In November, the CEO of Uber published that the corporate had paid a hacker $100,000 to delete knowledge acquired from a 2016 breach during which 57 million Uber shoppers’ and drivers’ names, e mail addresses, and call numbers had been uncovered. However the corporate didn’t divulge who the hacker used to be or how the fee used to be made.
A Reuters document now casts somewhat extra mild on how the corporate hid its blackmail fee—the cash used to be paid out to an as-yet-unidentified Florida guy via Uber’s malicious program bounty program, now controlled through HackerOne. How Uber officers showed the deletion of the knowledge has no longer been published, and plenty of US senators have requested for an investigation into the breach, bringing up questions on why Uber did not touch regulation enforcement.
Uber’s CEO, Dara Khosrowshahi, mentioned in a weblog submit concerning the breach that “two folks out of doors the corporate had inappropriately accessed consumer knowledge saved on a third-party cloud-based provider that we use,” and that no fee knowledge used to be uncovered. However the driving force’s license knowledge for roughly 600,000 Uber drivers used to be stolen, as used to be touch knowledge for 57 million shoppers and drivers. “On the time of the incident,” Khosrowshahi mentioned, “we took fast steps to safe the knowledge and close down additional unauthorized get admission to through the folks. We due to this fact known the folks and acquired assurances that the downloaded knowledge have been destroyed. We additionally applied security features to limit get admission to to and make stronger controls on our cloud-based garage accounts.”
Khosrowshahi mentioned he had simplest just lately realized of the breach and had ordered an inside investigation. Two unidentified safety workforce contributors at Uber who handled the breach had been fired.
HackerOne’s public statistics at the Uber bounty program display that Uber has paid out $1,289,595 in bounties over the lifetime of this system to this point, together with one for the $10,000 most laid out in Uber to a UK-based researcher for essential insects. However there aren’t any public fee main points for HackerOne profiles that quantity to the $100,000 Uber stories to have paid for the knowledge destruction or any string of bounties to a unmarried individual that upload as much as that quantity, so it is transparent the fee wasn’t made throughout the public HackerOne program. A former HackerOne professional informed Reuters’ Joseph Menn and Dustin Volz that this sort of fee would quantity to an “all-time file” fee via a malicious program bounty program.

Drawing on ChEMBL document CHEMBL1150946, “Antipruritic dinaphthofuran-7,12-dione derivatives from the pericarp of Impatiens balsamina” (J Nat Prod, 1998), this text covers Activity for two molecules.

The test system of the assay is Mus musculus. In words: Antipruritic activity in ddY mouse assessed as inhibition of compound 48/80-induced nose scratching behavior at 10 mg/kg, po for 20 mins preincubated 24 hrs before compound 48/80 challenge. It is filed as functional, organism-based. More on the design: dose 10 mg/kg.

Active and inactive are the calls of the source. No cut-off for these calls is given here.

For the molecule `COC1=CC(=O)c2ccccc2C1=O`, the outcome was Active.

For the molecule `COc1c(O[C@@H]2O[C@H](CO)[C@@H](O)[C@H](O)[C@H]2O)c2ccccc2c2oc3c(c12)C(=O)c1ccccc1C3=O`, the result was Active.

Casey Ellis, founder and CTO of the malicious program bounty control corporate BugCrowd, expressed worry about how an organization may just go off a blackmail fee as a malicious program bounty program with out elevating considerations or alarms. “From a moral perspective,” Ellis mentioned, “this construction creates confusion and doubtlessly damages the expansion of the researcher/seller dating—even supposing it used to be obviously an extortion payout, and no longer a real Trojan horse Bounty payout.”
A HackerOne spokesperson informed Ars that the corporate had no remark at the topic. Uber additionally isn’t commenting at the Reuters tale. However the usage of a malicious program bounty on this approach would no longer be the primary of Uber’s ethically questionable (and in some circumstances legally questionable) era shenanigans, together with growing pretend consumer accounts on competitor Lyft’s machine to assist mine driving force and pricing knowledge in an try to determine which drivers labored for each Uber and Lyft.